If David Fincher’s meticulously stylized film about a cold-blooded killer is something you appreciate, then the auteur’s other works are probably already on your favorite list. On the other hand, if it’s something you just happened upon and you’re now desperate for some crime thrillers that are gripping and process-driven, then this list is for you. An immersive experience with dark and hollow characters, this list contains the perfect follow-up to Fincher’s latest, with just as gritty characters and more thrill and excitement.
A film based on a book about a psychopath whose morning routine would be of interest to any Gen Z influencer, American Psycho is a journey, to say the least. Starring Christian Bale as said psychopath, Patrick Bateman (a name that is unforgettable, and a character who according to theories is a distant relative of THE original “psycho” Norman Bates), this film will keep you thinking for hours after it’s finished. From the pristine white rooms to his taste in music, everything is precisely fit for this character. Of course, American Psycho is much more of a bloodbath than The Killer, but it’ll still give you what you’re craving. Plus, an added bonus is the 26-year-old, well-sculpted, and virtually perfect Christian Bale.
The Girl With The Dragon Tattoo
Based on the best-selling novel of the same name by journalist turned author Stieg Larsson, The Girl With the Dragon Tattoo is a fascinating story, the first of a trilogy about Lisbeth Salander, a girl who is enlisted to help the journalist Mikael Blomkvist solve the mystery of a missing woman. Apart from the story of Blomkvist’s investigation, the film is a study of Salander herself, played by Rooney Mara. This film is incredibly dark and bleak, making one feel extremely uncomfortable more often than not. Daniel Craig and Rooney Mara do a really good job of bringing to life these fascinating characters, and we reckon it wasn’t easy to translate an almost 550-page book into a film, but it’s quite a good attempt.
Léon: The Professional
If Mathilda and The Killer had to fight it out, who would win? Of course, the highlight of this film is Natalie Portman’s Mathilda, and although some parts are extremely problematic (to say the least), this film is still a classic. New York’s top hitman, Leon, finds himself the guardian of a 12-year-old neighbor. Sexualization of a minor aside, the action in this film is really good, and it does feel like you’re in a different world. Yet another great revenge drama, but this one is much more sentimental.
This is a highly entertaining film thanks to the role reversal between John Travolta and Nicolas Cage. Both actors carry this film as complete opposites, not just of each other but between themselves and their characters. This is a very unbelievable plot, but there’s no denying that it’s still a fantastic watch. The Killer is quite funny; some may say it’s one of Fincher’s funniest, and Face/Off is rather silly in a great way. Suspend your disbelief and watch this one for some great John Woo action sequences and a good old time.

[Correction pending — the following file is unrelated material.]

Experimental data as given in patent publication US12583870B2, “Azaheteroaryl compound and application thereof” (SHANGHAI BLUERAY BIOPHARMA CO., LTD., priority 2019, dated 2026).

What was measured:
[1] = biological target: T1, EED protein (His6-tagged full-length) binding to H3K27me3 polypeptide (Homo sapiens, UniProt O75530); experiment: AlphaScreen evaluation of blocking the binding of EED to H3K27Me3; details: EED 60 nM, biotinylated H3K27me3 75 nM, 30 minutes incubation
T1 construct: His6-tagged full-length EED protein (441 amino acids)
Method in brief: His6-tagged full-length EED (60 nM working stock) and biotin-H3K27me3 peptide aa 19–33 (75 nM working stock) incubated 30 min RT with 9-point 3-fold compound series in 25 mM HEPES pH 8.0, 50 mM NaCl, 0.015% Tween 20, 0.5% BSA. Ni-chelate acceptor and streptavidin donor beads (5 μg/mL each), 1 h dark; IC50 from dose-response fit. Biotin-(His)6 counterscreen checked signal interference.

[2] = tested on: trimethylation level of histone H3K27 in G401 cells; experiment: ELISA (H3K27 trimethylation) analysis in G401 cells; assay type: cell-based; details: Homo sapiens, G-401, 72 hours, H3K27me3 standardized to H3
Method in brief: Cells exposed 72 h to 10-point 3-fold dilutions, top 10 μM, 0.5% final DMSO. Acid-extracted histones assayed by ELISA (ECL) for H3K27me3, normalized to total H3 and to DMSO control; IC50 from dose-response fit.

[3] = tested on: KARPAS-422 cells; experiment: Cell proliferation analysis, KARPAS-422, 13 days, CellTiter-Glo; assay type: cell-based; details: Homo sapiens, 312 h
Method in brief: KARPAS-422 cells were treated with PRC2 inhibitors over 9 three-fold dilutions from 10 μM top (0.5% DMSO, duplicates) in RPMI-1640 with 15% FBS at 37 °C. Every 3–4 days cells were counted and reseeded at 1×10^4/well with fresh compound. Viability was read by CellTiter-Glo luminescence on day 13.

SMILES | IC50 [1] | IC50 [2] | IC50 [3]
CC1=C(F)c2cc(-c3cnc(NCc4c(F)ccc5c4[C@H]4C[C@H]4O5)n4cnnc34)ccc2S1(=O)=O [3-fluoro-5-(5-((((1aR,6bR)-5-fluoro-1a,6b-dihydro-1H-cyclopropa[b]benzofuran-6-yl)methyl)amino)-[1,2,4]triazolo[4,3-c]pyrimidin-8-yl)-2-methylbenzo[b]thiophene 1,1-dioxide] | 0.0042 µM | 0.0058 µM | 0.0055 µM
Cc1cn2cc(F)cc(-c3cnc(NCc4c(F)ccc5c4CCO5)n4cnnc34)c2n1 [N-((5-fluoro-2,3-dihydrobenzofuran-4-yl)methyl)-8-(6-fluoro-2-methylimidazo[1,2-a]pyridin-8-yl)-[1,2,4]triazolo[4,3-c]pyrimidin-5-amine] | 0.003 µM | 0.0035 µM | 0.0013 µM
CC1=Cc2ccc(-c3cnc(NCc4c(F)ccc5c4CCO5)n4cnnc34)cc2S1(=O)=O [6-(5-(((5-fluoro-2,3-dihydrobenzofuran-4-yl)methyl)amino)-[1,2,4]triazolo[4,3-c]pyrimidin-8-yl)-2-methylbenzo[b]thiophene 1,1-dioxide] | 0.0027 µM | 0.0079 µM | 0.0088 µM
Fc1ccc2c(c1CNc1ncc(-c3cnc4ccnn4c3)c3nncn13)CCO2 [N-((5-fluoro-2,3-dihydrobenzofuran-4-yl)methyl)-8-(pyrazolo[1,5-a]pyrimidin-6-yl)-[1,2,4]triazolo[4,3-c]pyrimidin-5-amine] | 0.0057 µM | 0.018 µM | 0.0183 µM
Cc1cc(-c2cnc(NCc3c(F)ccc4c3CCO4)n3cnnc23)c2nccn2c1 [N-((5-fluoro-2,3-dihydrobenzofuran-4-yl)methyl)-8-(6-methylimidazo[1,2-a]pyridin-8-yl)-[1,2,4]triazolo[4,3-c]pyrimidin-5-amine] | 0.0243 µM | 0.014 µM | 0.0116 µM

The Social Network
Yes, this film doesn’t quite fit on this list, but hear me out: isn’t this about a sociopath who is absolutely obsessed with what he does, lacking empathy and trust? You’ve got to admit it’s an appropriate description. Okay, Eisenberg as Zuckerberg is a man of many more words than Fassbender’s cold-blooded killer, but it makes for fantastic parallels. Some of Fincher’s best works are based on real life because of his attention to detail. This film does not miss a beat, and even though it’s a film about the internet and social media, it’s got that very old-school vintage vibe to it that Fincher is so well known for.
The police procedural that keeps you on the edge of your seat from start to finish. Another favorite from Fincher, this film is an absolute whirlwind of emotions and devastating, to say the least. Starring the holy trinity (of the time), Robert Downey Jr., Mark Ruffalo, and Jake Gyllenhaal (Taylor Swift fans, forgive us). Immediately, you’re sucked into the journalistic work of the 1970s, and we can’t help but compare the obsessive nature of cartoonist Robert Graysmith (who also happened to be the person who wrote the book that this film is based on) with that of our killer. This is a long film, but not for one second do you feel the length.
It’s not surprising that Keanu is on this list, and although we could debate who the most stoic character is, this is definitely the closest in style to The Killer. That one action sequence from The Killer could easily be a scene from the action franchise about a man who takes revenge after his dog is killed. Nah, we would do the same, only we’re not retired hitmen. John Wick definitely doesn’t give off the voyeuristic feeling that The Killer does so well, but it’s a fantastic revenge flick with a relentless killer as the leading man. So at the risk of sounding like a film, bro, I’d say you must watch this film.
Park Chan-Wook’s Oldboy has one of the strangest big reveals in cinematic history, and if you’ve managed to miss it in all these years of its existence, then we applaud you, but it’s high time you watch the film. This revenge thriller doesn’t miss a single detail, and it provides an immersive, terrifying feeling from start to finish. Again, there are many similarities between the protagonist, Oh De-Su, and the killer, except one is circumstantial and one is out of choice. If you want meticulousness, then anything Park Chan-Wook is going to do the trick for you. This film sets a bleak tone, but never can you anticipate what’s coming for you in the end. One of the craziest films to come out of the South Korean industry.